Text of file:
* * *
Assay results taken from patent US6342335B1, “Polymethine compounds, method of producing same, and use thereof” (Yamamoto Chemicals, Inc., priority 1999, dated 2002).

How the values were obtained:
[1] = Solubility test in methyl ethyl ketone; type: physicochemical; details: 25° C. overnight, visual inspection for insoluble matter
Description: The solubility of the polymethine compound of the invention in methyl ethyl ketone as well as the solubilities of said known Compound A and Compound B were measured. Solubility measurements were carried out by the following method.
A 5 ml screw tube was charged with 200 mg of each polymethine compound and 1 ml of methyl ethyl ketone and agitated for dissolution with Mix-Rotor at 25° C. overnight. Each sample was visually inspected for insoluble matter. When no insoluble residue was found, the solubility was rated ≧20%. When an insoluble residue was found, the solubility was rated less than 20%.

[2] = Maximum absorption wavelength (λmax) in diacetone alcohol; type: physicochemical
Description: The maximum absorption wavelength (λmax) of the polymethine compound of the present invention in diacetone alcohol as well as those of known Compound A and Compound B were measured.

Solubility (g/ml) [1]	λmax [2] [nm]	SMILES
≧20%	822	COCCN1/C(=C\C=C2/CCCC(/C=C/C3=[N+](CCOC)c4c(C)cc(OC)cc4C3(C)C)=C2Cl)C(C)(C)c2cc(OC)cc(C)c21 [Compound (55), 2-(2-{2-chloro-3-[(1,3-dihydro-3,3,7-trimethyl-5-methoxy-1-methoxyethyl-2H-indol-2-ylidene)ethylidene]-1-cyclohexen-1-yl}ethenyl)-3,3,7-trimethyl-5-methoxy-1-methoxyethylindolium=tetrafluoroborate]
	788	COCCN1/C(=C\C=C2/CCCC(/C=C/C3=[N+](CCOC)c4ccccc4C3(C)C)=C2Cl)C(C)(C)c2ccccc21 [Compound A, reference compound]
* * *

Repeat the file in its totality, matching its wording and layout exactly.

Assay results taken from patent US6342335B1, “Polymethine compounds, method of producing same, and use thereof” (Yamamoto Chemicals, Inc., priority 1999, dated 2002).

How the values were obtained:
[1] = Solubility test in methyl ethyl ketone; type: physicochemical; details: 25° C. overnight, visual inspection for insoluble matter
Description: The solubility of the polymethine compound of the invention in methyl ethyl ketone as well as the solubilities of said known Compound A and Compound B were measured. Solubility measurements were carried out by the following method.
A 5 ml screw tube was charged with 200 mg of each polymethine compound and 1 ml of methyl ethyl ketone and agitated for dissolution with Mix-Rotor at 25° C. overnight. Each sample was visually inspected for insoluble matter. When no insoluble residue was found, the solubility was rated ≧20%. When an insoluble residue was found, the solubility was rated less than 20%.

[2] = Maximum absorption wavelength (λmax) in diacetone alcohol; type: physicochemical
Description: The maximum absorption wavelength (λmax) of the polymethine compound of the present invention in diacetone alcohol as well as those of known Compound A and Compound B were measured.

Solubility (g/ml) [1]	λmax [2] [nm]	SMILES
≧20%	822	COCCN1/C(=C\C=C2/CCCC(/C=C/C3=[N+](CCOC)c4c(C)cc(OC)cc4C3(C)C)=C2Cl)C(C)(C)c2cc(OC)cc(C)c21 [Compound (55), 2-(2-{2-chloro-3-[(1,3-dihydro-3,3,7-trimethyl-5-methoxy-1-methoxyethyl-2H-indol-2-ylidene)ethylidene]-1-cyclohexen-1-yl}ethenyl)-3,3,7-trimethyl-5-methoxy-1-methoxyethylindolium=tetrafluoroborate]
	788	COCCN1/C(=C\C=C2/CCCC(/C=C/C3=[N+](CCOC)c4ccccc4C3(C)C)=C2Cl)C(C)(C)c2ccccc21 [Compound A, reference compound]